Advertising is in the blood
It runs in the family at redPepper
Recently I took a walk down memory lane with my Mum as we enjoyed looking over her scrapbook from the 60s. Perhaps you remember that lost art of collecting newspaper cuttings and lovingly creating leather bound photograph albums, something that this generation will never know thanks to Facebook and Pinterest. As we turned the pages I found an advertisement for a upright piano.
THE GREATEST PIANO VALUE EVER SEEN IN RHODESIA!
FROM ONLY £199.15.0
That’s Rhodesian Pounds, Shillings and Pence, not English! Indeed it was a handsome price for such a luxury during a time of war and rationing … the Rhodesian War of Independence (1965-79). According to Wikipedia in 1967 1 Rhodesian £ = US$2.8, where as 1 British £ = US$2.4. But in February 1970 the country scrapped Pounds and introduced the Rhodesian Dollar in time for the country’s Declaration of Independence on the 2nd March 1970.
As I looked at it, it was not the piano that caught my eye or the historical clues to currency changes, but instead the model in the forefront – my Mum! And what a stunning figure. Tight waisted and elegantly posed, I realised that advertising ran in our blood, I wasn’t the first to turn my hand to marketing after all, my Mum had been there already!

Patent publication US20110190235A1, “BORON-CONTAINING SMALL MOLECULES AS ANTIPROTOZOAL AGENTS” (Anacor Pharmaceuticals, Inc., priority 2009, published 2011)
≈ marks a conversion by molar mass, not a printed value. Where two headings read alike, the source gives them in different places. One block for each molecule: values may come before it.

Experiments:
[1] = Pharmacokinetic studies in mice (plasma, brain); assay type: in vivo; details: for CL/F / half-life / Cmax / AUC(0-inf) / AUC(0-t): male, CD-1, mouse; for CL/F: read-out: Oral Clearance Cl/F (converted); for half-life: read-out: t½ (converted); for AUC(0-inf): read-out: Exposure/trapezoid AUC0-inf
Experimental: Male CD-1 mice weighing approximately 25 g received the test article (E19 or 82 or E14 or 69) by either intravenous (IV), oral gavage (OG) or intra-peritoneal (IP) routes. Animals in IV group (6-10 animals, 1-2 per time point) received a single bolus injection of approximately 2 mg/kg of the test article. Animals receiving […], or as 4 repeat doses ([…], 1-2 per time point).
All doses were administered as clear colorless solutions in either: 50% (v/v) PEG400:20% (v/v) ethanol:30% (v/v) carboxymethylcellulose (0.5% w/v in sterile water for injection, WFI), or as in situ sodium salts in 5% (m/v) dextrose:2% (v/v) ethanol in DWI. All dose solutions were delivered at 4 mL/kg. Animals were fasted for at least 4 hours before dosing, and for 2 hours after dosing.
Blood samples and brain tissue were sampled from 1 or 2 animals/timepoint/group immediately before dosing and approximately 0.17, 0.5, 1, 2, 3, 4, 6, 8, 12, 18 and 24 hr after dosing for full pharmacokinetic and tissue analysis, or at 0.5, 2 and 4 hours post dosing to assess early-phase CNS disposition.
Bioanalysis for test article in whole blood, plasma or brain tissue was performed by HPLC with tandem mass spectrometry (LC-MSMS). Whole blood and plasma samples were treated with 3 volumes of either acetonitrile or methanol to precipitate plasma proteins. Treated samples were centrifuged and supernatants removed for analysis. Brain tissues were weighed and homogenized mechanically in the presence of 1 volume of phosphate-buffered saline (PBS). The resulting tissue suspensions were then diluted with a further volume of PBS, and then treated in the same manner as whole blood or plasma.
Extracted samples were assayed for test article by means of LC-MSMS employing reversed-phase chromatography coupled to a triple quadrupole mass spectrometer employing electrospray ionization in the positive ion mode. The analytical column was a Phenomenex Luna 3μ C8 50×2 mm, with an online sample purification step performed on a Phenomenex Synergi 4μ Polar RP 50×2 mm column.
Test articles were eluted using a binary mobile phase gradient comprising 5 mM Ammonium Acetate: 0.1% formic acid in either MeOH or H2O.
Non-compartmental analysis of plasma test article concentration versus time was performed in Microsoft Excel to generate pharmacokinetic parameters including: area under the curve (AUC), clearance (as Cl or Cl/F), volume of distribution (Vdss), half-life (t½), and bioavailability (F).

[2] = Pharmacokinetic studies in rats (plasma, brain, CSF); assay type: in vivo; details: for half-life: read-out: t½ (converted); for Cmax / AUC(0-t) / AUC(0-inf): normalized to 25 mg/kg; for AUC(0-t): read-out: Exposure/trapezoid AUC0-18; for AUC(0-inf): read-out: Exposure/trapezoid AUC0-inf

The advertisement was for her brother-in-law’s company, Lindner Pianos. Roy Steen was an Irish entrepreneur who had immigrated to from Belfast to Rhodesia to seek his fortune with his brother, Tommy. Together the Steen brothers flourished in the heydays of Rhodesia opening multiple businesses across Salisbury including a foam rubber factory, Robray. War was good for business, the resolve of the nation to keep smiling and live life to the full in face of terrorist attacks and international condemnation seemed to create a vibrant economy even for luxury goods.
However as Zimbabwe emerged from the birth canal and politics changed the landscape forever, the white entrepreneurs began to think of packing their bags and heading for more hospitable environments. Today all of Roy’s and Tommy’s businesses are gone. My family no longer can call that most beautiful of countries “home”.
Roy moved to South Africa and became a much loved piano tuner, travelling throughout the Drakensberg Mountains delighting his customers with charm, melodies and Irish wit. My Mum moved to the UK and started over just as true pioneers have done through the centuries. Perhaps the only regret is that she never had the opportunity to model again, with her looks and grace she could have sold a million pianos!
But what of Tommy? Well, he stayed ‘at home’ in God’s own land. He died after a battle with cancer and was buried there. A little piece of our family, and our hearts, will always be there.